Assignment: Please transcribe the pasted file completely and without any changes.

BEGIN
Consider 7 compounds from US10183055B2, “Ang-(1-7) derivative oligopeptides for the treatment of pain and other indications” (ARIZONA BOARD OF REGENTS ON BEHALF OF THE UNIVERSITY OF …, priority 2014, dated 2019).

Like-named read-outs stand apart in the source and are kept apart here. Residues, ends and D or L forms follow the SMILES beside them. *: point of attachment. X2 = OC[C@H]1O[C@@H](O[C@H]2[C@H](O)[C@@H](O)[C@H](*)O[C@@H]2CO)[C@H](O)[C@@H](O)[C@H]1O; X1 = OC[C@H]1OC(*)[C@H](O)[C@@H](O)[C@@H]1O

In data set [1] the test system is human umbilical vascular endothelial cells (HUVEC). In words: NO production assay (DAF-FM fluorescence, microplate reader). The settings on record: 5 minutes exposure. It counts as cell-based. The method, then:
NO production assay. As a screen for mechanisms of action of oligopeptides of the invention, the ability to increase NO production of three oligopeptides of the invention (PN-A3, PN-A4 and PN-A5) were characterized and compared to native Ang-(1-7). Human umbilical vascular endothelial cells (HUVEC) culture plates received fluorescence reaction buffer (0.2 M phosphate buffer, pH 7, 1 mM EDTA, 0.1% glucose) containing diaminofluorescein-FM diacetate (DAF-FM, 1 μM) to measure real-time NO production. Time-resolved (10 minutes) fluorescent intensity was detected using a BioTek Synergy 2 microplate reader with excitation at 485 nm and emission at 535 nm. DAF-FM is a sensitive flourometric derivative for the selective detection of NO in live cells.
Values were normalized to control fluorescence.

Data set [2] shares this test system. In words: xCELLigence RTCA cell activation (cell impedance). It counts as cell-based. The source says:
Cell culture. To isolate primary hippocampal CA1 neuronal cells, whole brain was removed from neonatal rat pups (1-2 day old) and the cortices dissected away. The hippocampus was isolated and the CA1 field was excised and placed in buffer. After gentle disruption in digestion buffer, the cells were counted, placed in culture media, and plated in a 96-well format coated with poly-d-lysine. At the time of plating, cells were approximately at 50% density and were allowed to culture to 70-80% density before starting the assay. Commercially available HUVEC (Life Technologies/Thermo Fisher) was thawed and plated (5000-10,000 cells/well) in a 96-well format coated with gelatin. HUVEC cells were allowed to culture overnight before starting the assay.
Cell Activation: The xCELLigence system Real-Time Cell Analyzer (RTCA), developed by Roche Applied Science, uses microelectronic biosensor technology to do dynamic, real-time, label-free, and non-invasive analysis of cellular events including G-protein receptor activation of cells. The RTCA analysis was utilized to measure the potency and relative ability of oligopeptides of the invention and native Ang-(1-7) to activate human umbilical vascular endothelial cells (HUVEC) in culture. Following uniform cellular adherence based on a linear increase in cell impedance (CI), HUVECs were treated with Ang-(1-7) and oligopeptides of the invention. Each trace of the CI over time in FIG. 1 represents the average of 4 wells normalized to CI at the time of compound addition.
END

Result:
Consider 7 compounds from US10183055B2, “Ang-(1-7) derivative oligopeptides for the treatment of pain and other indications” (ARIZONA BOARD OF REGENTS ON BEHALF OF THE UNIVERSITY OF …, priority 2014, dated 2019).

Like-named read-outs stand apart in the source and are kept apart here. Residues, ends and D or L forms follow the SMILES beside them. *: point of attachment. X2 = OC[C@H]1O[C@@H](O[C@H]2[C@H](O)[C@@H](O)[C@H](*)O[C@@H]2CO)[C@H](O)[C@@H](O)[C@H]1O; X1 = OC[C@H]1OC(*)[C@H](O)[C@@H](O)[C@@H]1O

In data set [1] the test system is human umbilical vascular endothelial cells (HUVEC). In words: NO production assay (DAF-FM fluorescence, microplate reader). The settings on record: 5 minutes exposure. It counts as cell-based. The method, then:
NO production assay. As a screen for mechanisms of action of oligopeptides of the invention, the ability to increase NO production of three oligopeptides of the invention (PN-A3, PN-A4 and PN-A5) were characterized and compared to native Ang-(1-7). Human umbilical vascular endothelial cells (HUVEC) culture plates received fluorescence reaction buffer (0.2 M phosphate buffer, pH 7, 1 mM EDTA, 0.1% glucose) containing diaminofluorescein-FM diacetate (DAF-FM, 1 μM) to measure real-time NO production. Time-resolved (10 minutes) fluorescent intensity was detected using a BioTek Synergy 2 microplate reader with excitation at 485 nm and emission at 535 nm. DAF-FM is a sensitive flourometric derivative for the selective detection of NO in live cells.
Values were normalized to control fluorescence.

Data set [2] shares this test system. In words: xCELLigence RTCA cell activation (cell impedance). It counts as cell-based. The source says:
Cell culture. To isolate primary hippocampal CA1 neuronal cells, whole brain was removed from neonatal rat pups (1-2 day old) and the cortices dissected away. The hippocampus was isolated and the CA1 field was excised and placed in buffer. After gentle disruption in digestion buffer, the cells were counted, placed in culture media, and plated in a 96-well format coated with poly-d-lysine. At the time of plating, cells were approximately at 50% density and were allowed to culture to 70-80% density before starting the assay. Commercially available HUVEC (Life Technologies/Thermo Fisher) was thawed and plated (5000-10,000 cells/well) in a 96-well format coated with gelatin. HUVEC cells were allowed to culture overnight before starting the assay.
Cell Activation: The xCELLigence system Real-Time Cell Analyzer (RTCA), developed by Roche Applied Science, uses microelectronic biosensor technology to do dynamic, real-time, label-free, and non-invasive analysis of cellular events including G-protein receptor activation of cells. The RTCA analysis was utilized to measure the potency and relative ability of oligopeptides of the invention and native Ang-(1-7) to activate human umbilical vascular endothelial cells (HUVEC) in culture. Following uniform cellular adherence based on a linear increase in cell impedance (CI), HUVECs were treated with Ang-(1-7) and oligopeptides of the invention. Each trace of the CI over time in FIG. 1 represents the average of 4 wells normalized to CI at the time of compound addition.